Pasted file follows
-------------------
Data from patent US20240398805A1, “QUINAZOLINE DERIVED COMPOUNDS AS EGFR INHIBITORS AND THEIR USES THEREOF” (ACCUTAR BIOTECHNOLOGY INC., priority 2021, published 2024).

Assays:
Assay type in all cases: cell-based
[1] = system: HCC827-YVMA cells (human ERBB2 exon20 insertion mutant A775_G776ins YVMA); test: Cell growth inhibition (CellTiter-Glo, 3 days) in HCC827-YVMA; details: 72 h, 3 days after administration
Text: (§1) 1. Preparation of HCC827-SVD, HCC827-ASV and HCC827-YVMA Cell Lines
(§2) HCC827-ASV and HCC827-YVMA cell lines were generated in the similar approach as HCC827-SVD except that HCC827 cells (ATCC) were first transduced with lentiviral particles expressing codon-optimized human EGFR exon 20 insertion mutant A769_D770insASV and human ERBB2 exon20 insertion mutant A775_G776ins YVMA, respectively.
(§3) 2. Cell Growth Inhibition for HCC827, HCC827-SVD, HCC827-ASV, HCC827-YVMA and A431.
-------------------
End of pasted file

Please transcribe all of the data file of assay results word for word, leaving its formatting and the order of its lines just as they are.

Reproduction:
Data from patent US20240398805A1, “QUINAZOLINE DERIVED COMPOUNDS AS EGFR INHIBITORS AND THEIR USES THEREOF” (ACCUTAR BIOTECHNOLOGY INC., priority 2021, published 2024).

Assays:
Assay type in all cases: cell-based
[1] = system: HCC827-YVMA cells (human ERBB2 exon20 insertion mutant A775_G776ins YVMA); test: Cell growth inhibition (CellTiter-Glo, 3 days) in HCC827-YVMA; details: 72 h, 3 days after administration
Text: (§1) 1. Preparation of HCC827-SVD, HCC827-ASV and HCC827-YVMA Cell Lines
(§2) HCC827-ASV and HCC827-YVMA cell lines were generated in the similar approach as HCC827-SVD except that HCC827 cells (ATCC) were first transduced with lentiviral particles expressing codon-optimized human EGFR exon 20 insertion mutant A769_D770insASV and human ERBB2 exon20 insertion mutant A775_G776ins YVMA, respectively.
(§3) 2. Cell Growth Inhibition for HCC827, HCC827-SVD, HCC827-ASV, HCC827-YVMA and A431.